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Printer Friendly Version

The Psychology Of Denial

By Robert J. Burrowes

06 June, 2013
Countercurrents.org

Despite conclusive evidence, some people deny the ongoing climate
catastrophe. Why do they do this?

If you terrorise a child out of taking action to change its circumstances
for the better (for example, to get out of a situation in which it is
suffering the violence of a parent), then that same terror that stopped it
changing its behaviour will also cause the child to now unconsciously
delude itself that there is nothing wrong. Why?

It must do this because the human organism is genetically programmed to be
an integrated whole in which mental functions (including sensing,
thinking, feeling and conscience) are intended to work together to
generate the appropriate behaviour in each circumstance. If you prevent
the logical behavioural outcome, you force the child's mind to deal with
this.

Initially, it will simply repeat the original process of mental assessment
and try again, one way or another, to escape the violence. But if it is
repeatedly stopped from carrying out the logical behaviour, it must find
another way of dealing with the problem to restore a sense of consistency
(or integration). Unfortunately, of course, this response must be
dysfunctional simply because the functional response, and any functional
alternatives, was repeatedly blocked.

After its functional responses have been routinely blocked for some time,
the child unconsciously 'learns' that functional behavioural responses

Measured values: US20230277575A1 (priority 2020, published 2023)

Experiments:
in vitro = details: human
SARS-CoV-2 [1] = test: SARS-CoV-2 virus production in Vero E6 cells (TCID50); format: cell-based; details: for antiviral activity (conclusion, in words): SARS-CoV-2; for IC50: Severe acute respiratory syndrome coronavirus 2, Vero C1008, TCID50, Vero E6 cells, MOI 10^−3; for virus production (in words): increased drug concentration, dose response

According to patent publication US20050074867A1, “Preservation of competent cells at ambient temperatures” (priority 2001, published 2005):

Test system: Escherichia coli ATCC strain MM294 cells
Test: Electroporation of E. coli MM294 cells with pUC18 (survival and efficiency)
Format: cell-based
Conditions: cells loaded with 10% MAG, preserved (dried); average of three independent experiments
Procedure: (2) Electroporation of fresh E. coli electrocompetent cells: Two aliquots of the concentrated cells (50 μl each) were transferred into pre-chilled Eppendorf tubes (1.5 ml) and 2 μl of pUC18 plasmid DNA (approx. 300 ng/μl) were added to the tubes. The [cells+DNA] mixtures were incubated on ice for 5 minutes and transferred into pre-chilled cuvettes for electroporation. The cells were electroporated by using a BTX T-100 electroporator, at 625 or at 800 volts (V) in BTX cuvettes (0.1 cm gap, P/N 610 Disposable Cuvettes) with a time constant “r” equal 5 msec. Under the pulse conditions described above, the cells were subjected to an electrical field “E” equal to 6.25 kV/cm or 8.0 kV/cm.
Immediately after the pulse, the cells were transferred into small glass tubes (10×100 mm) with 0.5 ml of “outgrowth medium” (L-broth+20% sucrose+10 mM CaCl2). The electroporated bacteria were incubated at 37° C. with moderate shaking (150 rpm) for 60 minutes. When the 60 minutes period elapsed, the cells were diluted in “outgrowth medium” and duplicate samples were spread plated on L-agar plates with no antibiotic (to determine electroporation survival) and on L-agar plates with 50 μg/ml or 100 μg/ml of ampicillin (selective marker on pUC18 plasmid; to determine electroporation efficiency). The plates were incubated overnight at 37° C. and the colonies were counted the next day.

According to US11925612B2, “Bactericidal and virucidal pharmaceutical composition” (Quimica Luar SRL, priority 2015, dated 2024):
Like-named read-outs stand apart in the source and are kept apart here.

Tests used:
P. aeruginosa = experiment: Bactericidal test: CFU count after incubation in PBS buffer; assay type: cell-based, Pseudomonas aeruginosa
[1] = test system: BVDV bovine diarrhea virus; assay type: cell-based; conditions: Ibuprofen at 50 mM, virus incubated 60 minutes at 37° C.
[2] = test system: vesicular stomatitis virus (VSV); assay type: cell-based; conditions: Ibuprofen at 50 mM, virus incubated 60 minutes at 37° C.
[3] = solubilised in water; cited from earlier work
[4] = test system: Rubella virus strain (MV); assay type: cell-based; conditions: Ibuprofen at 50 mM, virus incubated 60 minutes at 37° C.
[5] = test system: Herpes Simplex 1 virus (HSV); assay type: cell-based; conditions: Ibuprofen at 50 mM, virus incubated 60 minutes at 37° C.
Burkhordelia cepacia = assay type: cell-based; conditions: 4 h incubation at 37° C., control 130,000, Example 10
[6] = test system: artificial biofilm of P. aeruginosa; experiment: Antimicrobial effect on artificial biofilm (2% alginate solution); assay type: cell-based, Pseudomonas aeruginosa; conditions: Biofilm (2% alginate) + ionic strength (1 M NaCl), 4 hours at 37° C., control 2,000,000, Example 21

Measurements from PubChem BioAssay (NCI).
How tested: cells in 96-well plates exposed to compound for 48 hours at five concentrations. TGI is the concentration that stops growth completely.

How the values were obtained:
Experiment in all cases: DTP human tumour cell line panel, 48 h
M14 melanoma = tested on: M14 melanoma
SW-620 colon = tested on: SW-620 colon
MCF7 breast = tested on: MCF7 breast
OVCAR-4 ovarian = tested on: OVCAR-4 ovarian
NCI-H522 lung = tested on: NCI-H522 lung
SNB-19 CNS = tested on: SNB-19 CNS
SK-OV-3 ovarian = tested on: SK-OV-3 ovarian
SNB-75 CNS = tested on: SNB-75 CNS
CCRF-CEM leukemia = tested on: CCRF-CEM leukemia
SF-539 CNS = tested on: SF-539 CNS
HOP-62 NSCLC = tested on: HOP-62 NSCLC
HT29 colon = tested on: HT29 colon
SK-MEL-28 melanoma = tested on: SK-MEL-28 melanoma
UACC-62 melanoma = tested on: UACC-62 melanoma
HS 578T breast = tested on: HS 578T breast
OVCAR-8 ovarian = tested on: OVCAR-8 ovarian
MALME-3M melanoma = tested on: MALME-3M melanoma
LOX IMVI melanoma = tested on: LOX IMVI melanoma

'don't work', so it increasingly resorts to deluding itself that 'really
there is nothing wrong' (which means that it must suppress its awareness
of all of the feelings - the fear, pain, anger and sadness, among others -
that are telling it that there is something wrong). Once it has suppressed
awareness of these feelings, mental assessment ('really there is nothing
wrong') and behaviour (not allowed to act for change) are consistent but,
of course, only in a dysfunctional/delusional way.

If in response to every negative, dysfunctional and/or violent experience
the child is thwarted from taking remedial action that leads to clearcut
improvement, it becomes progressively more dysfunctional in its responses
and increasingly deluded about the circumstances of its life. As the child
grows into adulthood, its mind now routinely deludes itself that violence
is not happening because, unconsciously, it feels utterly powerless to do
anything about it.

One outcome of this is that many individuals are completely unable to
acknowledge, in any way, the prevalence of violence in its many forms or,
therefore, take action to resist it. These individuals must maintain, for
their own sake, the delusion that, on the whole, violence does not happen.
Why? Because to acknowledge their failure to find a way to defend themself
from the violence of their own childhood will require them to feel the
monumental, unconscious fear, pain, anger and sadness (among other